This past week's issue of the Economist has a heart-rending vignette from one of the most ruthlessly capitalist industries on the planet:
"In 2006 EMI, the world's fourth-biggest recorded-music company, invited some teenagers into its headquarters in London to talk to its top managers about their listening habits. At the end of the session the EMI bosses thanked them for their comments and told them to help themselves to a big pile of CDs sitting on a table. But none of the teens took any of the CDs, even though they were free."
"That was the moment we realized the game was completely up," an EMI exec told the magazine. In the United States, album sales in 2007 were down 19 percent from 2006. Don't blame me. I still buy plenty of CDs. But that's because I like Doris Day, and every time I try to insert one of these newfangled MP3s into my fax machine it doesn't seem to play. But if you're not Mister Squaresville, and you dig whatever caterwauling beat combo those London hep cats are digging on their iPods, chances are you find the local record store about as groovy as the Elks Lodge.
Steyn is apparently not impressed with politicians as agents of change:
Now there are generally two reactions to the above story. If you're like me, you're reminded yet again why you love capitalism. It's dynamic. And the more capitalist your economy, the more dynamic it is. Every great success story is vulnerable to the next great success story – which is why teenagers aren't picking their CDs from the Sears-Roebuck catalog. There's a word for this. Now let me see. What was it again?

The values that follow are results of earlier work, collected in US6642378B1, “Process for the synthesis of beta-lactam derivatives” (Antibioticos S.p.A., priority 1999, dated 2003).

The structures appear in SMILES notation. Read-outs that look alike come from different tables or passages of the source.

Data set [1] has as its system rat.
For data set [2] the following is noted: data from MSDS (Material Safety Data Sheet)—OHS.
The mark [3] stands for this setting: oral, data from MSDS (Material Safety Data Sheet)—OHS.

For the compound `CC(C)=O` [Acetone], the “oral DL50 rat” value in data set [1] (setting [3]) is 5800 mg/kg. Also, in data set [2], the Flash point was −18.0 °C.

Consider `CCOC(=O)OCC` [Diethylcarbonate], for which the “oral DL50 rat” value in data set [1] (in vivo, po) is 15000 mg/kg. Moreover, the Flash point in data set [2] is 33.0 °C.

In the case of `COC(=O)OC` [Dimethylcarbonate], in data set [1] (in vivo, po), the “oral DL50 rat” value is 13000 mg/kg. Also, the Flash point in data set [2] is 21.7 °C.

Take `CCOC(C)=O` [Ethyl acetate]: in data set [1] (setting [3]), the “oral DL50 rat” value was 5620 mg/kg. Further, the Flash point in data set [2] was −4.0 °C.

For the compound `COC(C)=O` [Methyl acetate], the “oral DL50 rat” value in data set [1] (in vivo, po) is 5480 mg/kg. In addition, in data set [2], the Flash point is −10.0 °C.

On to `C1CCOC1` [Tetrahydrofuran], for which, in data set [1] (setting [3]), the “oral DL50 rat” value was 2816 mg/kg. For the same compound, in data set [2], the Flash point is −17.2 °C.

Oh, yeah: "change." Innovation drives change, the market drives change. Government "change" just drives things away: You could ask many of the New Hampshire primary voters who formerly resided in Massachusetts.
Nevertheless, between Iowa and New Hampshire, almost every presidential contender found himself lapsing into boilerplate assertions that he was the "candidate of change" – or even, as both McCain and Hillary put it, an "agent of change," which sounds far more exotic, as if they're James Bond and Pussy Galore covertly driving the Aston Martin across some international frontier, pressing the ejector button and dropping a ton of government regulation on some hapless foreigners.
Steyn is funny and smart. Read the whole thing. (HT to Don Boudreaux at Cafe Hayek)